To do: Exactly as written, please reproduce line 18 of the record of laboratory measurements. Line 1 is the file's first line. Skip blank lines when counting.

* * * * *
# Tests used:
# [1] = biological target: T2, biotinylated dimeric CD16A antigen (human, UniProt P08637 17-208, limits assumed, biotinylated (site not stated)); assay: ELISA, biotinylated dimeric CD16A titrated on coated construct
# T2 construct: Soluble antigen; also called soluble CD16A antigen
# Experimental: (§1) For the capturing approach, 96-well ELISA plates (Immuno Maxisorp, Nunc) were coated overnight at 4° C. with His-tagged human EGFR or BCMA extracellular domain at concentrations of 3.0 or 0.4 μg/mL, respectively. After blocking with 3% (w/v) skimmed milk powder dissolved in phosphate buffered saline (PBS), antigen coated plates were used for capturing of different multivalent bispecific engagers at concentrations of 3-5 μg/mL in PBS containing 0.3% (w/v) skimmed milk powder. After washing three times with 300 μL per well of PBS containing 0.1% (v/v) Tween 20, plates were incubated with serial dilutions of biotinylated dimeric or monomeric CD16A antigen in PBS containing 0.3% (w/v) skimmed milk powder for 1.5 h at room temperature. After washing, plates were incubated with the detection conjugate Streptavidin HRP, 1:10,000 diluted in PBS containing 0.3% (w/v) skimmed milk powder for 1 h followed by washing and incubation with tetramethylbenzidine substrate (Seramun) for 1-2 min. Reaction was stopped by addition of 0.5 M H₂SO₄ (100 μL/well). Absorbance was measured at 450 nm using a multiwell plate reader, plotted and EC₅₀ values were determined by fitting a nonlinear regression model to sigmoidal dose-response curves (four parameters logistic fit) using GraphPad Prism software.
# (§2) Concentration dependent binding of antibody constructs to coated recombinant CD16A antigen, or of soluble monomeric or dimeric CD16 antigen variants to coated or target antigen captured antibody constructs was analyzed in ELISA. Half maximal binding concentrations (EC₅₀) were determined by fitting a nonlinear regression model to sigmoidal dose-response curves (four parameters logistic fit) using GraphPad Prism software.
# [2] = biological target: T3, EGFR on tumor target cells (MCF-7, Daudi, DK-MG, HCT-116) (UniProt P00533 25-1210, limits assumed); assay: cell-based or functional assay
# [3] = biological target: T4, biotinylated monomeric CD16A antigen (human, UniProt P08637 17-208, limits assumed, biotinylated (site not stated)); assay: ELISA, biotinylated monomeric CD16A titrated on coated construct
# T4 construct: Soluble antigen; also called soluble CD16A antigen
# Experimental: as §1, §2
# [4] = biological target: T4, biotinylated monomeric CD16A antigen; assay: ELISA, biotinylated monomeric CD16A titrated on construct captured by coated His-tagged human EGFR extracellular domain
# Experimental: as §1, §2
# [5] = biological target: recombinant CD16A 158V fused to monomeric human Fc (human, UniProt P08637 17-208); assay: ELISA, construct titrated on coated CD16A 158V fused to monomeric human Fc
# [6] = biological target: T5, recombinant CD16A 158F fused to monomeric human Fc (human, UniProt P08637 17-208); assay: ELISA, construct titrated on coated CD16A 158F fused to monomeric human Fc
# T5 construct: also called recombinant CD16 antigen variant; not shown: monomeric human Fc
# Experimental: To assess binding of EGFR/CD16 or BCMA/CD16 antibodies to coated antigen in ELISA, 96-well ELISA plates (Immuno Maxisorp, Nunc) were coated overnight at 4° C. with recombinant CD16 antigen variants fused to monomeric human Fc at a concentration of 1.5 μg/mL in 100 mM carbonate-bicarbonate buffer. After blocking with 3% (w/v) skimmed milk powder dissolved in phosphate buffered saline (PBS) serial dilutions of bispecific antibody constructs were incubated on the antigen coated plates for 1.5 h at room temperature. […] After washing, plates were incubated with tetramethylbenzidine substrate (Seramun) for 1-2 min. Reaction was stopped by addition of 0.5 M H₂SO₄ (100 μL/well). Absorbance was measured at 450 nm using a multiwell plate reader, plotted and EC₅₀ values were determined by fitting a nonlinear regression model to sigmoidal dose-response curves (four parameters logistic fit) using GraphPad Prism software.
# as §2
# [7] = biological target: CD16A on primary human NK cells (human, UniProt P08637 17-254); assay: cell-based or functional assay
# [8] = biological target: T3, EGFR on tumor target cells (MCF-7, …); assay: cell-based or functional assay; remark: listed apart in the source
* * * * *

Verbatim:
# [8] = biological target: T3, EGFR on tumor target cells (MCF-7, …); assay: cell-based or functional assay; remark: listed apart in the source